- Sweep Panorama – Have you ever wanted to take a wide panorama shot of a landscape? In the past, you had to take a series of shots and then stitch them together using some software on your computer. With the “Sweep Panorama” feature, you can do this process right on the Cyber-Shot.
- Scene Selection – The Cyber-Shot gives you the ability to help it choose the type of scene it is shooting. This will help with exposure and other items. Some built in scene settings include: backlight, backlight portrait, twilight, twilight portrait, twilight portrait using tripod, landscape, macro, portrait, and close focus. Also, the camera adjusts for accurate white balance modes: auto, daylight, cloudy, 3 types of fluorescent lighting, incandescent, flash and two underwater settings. (Note: the camera is NOT waterproof. You need a special case!)
- In-line Help – there is no need to carry around a manual. The DSC-TX1 has built-in Help that can give you quick one-liner text on features or settings within the camera. This is very useful.
- Calendar Image viewing – Having image management built-in to the camera is a definite plus. With the “calendar mode” you can quickly see pictures that were taken on a particular day.
Some quick product specs (only a sub-set of all of the features & specifications):
|Burst Mode||10 fps at 10.2 MP|
|Image Stabilization||Optical Steadyshot|
|Media Card||Memory Stick Pro|
Twilight using a tripod
|35mm Equivalent||Still shots: 35-140mm|
Movie 16:9: 35-152mm
Movie 4:3 :46-184
|Face Detection||Detects up to 8 Faces – with Touch Priority|
A Few Complaints
But, I do have some complaints with this camera. I find the placement of the lens (in the upper right hand corner) to be a bit TOO close to the corner. I frequently hold cameras with two hands (for stability) and I have found the fingers from my left hand falling over the lens. I have taken a few picture that are 1/2 covered with my fingers. (See the video for an example.)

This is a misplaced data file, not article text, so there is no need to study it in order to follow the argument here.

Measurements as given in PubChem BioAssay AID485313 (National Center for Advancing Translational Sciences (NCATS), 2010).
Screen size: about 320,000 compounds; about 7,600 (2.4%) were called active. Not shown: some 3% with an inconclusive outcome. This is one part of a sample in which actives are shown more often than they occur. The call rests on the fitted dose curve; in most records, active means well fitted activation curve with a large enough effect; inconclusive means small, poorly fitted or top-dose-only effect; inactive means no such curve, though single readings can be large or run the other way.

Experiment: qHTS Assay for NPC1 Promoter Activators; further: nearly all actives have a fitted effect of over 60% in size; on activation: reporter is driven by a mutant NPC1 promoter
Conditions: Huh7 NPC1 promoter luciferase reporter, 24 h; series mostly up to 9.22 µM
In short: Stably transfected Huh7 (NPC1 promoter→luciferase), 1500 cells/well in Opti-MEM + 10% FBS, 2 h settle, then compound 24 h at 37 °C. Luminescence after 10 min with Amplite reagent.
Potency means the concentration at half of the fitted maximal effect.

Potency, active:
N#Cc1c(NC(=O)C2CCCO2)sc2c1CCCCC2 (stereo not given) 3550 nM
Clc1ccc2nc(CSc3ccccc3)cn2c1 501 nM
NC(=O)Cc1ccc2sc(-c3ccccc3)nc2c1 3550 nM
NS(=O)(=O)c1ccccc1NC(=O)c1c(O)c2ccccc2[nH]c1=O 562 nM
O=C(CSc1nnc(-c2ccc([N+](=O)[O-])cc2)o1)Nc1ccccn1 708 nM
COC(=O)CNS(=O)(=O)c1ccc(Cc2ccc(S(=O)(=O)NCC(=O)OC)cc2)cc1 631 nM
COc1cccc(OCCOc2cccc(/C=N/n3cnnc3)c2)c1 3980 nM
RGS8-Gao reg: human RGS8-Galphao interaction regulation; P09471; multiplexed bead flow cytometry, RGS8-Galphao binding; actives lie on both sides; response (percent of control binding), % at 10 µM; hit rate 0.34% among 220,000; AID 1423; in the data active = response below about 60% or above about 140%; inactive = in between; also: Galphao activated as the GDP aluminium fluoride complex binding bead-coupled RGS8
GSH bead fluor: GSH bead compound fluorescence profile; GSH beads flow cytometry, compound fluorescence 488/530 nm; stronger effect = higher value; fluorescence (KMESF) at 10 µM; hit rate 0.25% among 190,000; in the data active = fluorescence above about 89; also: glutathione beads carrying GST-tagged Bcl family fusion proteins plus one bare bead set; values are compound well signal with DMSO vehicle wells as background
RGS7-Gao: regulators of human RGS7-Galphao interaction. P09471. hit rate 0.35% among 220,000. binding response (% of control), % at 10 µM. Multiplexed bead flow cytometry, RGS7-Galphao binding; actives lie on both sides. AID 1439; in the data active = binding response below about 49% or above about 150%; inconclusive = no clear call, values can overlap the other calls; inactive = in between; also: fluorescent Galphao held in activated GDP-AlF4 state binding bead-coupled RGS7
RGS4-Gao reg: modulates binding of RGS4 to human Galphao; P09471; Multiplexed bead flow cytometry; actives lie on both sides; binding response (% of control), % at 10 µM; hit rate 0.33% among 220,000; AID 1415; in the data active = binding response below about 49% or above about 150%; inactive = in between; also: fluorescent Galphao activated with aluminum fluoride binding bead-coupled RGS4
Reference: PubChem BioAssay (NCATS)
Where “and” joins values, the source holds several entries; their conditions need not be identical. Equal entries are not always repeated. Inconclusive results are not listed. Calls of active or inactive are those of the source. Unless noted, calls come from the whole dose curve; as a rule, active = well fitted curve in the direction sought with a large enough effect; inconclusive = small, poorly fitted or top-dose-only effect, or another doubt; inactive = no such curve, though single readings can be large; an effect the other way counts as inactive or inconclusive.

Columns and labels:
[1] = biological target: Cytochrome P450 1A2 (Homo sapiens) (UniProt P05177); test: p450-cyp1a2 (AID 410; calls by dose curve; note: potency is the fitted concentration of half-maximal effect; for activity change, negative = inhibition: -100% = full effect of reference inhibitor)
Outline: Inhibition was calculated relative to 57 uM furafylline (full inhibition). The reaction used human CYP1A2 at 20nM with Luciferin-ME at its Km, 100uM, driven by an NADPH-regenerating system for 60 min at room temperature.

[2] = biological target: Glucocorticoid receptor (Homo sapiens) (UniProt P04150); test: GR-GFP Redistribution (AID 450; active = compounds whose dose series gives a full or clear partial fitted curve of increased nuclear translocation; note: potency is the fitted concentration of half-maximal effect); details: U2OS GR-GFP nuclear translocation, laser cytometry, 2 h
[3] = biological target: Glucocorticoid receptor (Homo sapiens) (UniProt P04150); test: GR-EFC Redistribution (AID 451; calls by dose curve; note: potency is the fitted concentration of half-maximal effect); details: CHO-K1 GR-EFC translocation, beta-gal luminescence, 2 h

Secondly, while I do appreciate the “combo cord” that includes the USB connector and the video/audio connectors, having a proprietary connection can be a bit limiting at time. I tend to like the ease of connecting micro or mini USB cords to cameras. Most people have a USB cord laying around from another digital camera so they are easy to connect or charge. The DSC-TX1 has a proprietary cable and port on the DSC-TX1 which means you MUST keep track of the cable!
Thirdly, I do like the ease of which you can turn on and off the camera by simply sliding the lens cover up to cover the lens or down to open it up, however I don’t like at how easy this is to actually do. I carry this camera in my pants’ pocket frequently and many times have heard the camera turn on all by itself.
From a usability perspective, I found the menus to be understandable, however, my wife, for example, took the DSC-TX1 for a “night with the girls” and did have some challenges getting the flash and focus to work. Once I showed her how you can touch the screen for focal points and how to enable automatic mode and flash she was much more comfortable with it.
Honestly, it’s hard to compare these products against other DSLR’s or point-and-shoots that are out there without actually having each comparative product “in hand” to evaluate. I can only compare against some older Canon’s that I have, and those are quite a few years old. I can safely say, though, that the technology has definitely improved over my older Canons. While I do have a tiny bit of a photography background, it is not enough to evaluate the DSLR A330 or the Cyber-shot DSC-TX1 from a technical perspective. I can say that each of these devices have some very handy features that make picture-taking much easier than in the past. The resulting photos are quite good in my opinion, with balanced exposures and focus.
The point of the “100 Faces of Fall” for the Sony DigiDad project was to showcase the power of photos using the gear that Sony has lent to us. Photos are magical to many – intimate to those who see and feel meaning within the subject matter (whether it be pictures of known people or places or simply artistic renderings). The tools that you use to create art or memories can any type: a snapshot from your cell phone or a super-high megapixel, Photoshopped work of art. The clichÃ© of it all being “in the eye of the beholder” is something that we must remain true to. You may have the best camera on the block and still take crappy photos, simply because you don’t know how to compose the scene, or have a shoe-box, pinhole camera and win an award for your artistic creativity.
This post is part of series called the “Sony DigiDad Project” by Sony Electronics where a group of dads, including C.C. Chapman, Jeffrey Sass, Max Kalehoff, Michael Sheehan, and Brad Powell, have been given the opportunity to test and review Sony gear (lent to us by Sony). If you want to know more about this project, view my “SonyDads” tagged posts here or visit the Sony Electronics Community.
HTD says: Just be sure to find the right tool for you. A camera quickly becomes a personal extension of your eye. If you struggle to use it or are frustrated by the functionality therein, try a different manufacturer. While I did like many of the features built in to these Sony’s, I’m still searching for that perfect extension of my mind’s eye.